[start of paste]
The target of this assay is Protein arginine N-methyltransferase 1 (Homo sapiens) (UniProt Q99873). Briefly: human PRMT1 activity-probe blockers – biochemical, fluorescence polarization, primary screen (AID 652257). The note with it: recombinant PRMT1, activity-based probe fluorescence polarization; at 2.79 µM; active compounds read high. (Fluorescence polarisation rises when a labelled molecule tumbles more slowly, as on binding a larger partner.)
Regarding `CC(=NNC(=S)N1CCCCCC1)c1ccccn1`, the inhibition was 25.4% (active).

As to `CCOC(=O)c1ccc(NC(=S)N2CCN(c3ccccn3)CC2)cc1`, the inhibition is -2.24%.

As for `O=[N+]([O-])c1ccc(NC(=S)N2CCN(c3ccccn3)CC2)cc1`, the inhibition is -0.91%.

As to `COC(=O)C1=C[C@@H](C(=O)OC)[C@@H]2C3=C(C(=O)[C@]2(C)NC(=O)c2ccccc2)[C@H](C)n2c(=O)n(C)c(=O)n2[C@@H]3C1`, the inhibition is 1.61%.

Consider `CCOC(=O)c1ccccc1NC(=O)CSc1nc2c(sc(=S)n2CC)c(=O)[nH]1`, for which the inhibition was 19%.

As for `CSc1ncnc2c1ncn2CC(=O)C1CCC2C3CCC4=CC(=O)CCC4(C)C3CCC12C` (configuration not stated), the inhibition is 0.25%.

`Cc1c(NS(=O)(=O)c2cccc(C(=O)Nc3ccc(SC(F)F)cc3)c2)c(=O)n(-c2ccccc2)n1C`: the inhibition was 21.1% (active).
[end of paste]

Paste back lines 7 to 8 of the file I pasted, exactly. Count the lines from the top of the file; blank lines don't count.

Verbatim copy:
As for `CSc1ncnc2c1ncn2CC(=O)C1CCC2C3CCC4=CC(=O)CCC4(C)C3CCC12C` (configuration not stated), the inhibition is 0.25%.

`Cc1c(NS(=O)(=O)c2cccc(C(=O)Nc3ccc(SC(F)F)cc3)c2)c(=O)n(-c2ccccc2)n1C`: the inhibition was 21.1% (active).